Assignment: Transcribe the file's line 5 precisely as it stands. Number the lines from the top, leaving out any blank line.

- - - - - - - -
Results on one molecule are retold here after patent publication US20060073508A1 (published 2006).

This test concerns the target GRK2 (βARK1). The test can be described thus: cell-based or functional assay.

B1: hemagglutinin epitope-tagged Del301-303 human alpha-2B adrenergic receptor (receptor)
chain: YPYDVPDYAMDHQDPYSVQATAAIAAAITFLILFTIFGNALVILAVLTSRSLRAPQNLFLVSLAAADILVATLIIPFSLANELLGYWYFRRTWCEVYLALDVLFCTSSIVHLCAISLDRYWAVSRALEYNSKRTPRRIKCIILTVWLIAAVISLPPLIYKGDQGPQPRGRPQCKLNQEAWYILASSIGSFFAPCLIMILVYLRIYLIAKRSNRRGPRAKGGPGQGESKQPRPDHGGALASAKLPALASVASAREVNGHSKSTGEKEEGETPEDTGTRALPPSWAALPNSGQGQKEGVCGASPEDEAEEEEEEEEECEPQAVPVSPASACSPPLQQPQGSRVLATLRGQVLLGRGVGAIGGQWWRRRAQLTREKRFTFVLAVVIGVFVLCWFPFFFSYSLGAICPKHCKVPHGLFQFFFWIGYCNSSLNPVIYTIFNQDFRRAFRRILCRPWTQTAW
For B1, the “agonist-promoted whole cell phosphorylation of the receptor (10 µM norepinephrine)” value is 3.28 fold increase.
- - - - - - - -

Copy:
For B1, the “agonist-promoted whole cell phosphorylation of the receptor (10 µM norepinephrine)” value is 3.28 fold increase.